Price and quality all in the same package

You know what happens when you give power and freedom to developers? They care about what they are doing. You can tell this by just reading this developer interview from 1997. And this statement made by Igarashi made me think as a guy who writes and rants about games:

“We gave the player a lot of freedom because we wanted to lengthen the playtime for an action game, which is usually short. If people spend 5800 yen (approx $58) on a game, they should get 5800 yen worth of enjoyment from it.”

Read that. Let it sink into your brain. Some people might say “but games are longer now!”, but let me tell pick this second sentence:

If people spend 5800 yen (approx $58) on a game, they should get 5800 yen worth of enjoyment from it.

You know why this bunch of words that will sound like bullsh*t nowadays are so amazing to hear from the mouth of a developer? Because he wasn’t talking about making the game a grind fest, he was talking about making a game that was ENJOYABLE to play. In terms of games as products, this is the purest statement you’ll ever find. You pay $60 in 2018 and what do you get? More than 40 hours walking around, doing side quests, grinding as a way to painfully extend the length of the game and finally telling to yourself “Wow, now that this is over I don’t want to repeat this again for a while”. But Igarashi and his team didn’t want that! They wanted to offer something that felt unique and fun to play all the time, and they managed to do it. Which lead me to talk about the second most important thing of this Castlevania title: the enemies.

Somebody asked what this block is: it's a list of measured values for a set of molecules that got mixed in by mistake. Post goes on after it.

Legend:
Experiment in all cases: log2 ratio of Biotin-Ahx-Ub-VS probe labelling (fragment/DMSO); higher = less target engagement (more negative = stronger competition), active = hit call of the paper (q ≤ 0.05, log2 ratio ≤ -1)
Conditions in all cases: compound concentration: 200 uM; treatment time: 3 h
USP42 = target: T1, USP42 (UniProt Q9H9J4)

Look, mom, I’m learning with ‘gamevids‘!

Mythology is something that I always loved as a kid. The ability to create imaginary creatures in order to tell stories or explain how something that seems out of this world works is fascinating to me. And when I saw the huge amount of myths from every single part of the world, I was crying tears of joy. You have everything here: your vampires, your spooky scary skeletons, you bats… And then you have more interesting things like the Diplocephalus (which comes from Greek mythology), Lossoths (from Tolkien’s mythology), and the list goes on and on, so I’ll leave you here the entire bestiary of the game if you are interested about the origins of all the creatures of this game (also see The Annotated Symphony of the Night for more interesting stuff, 100% worth it).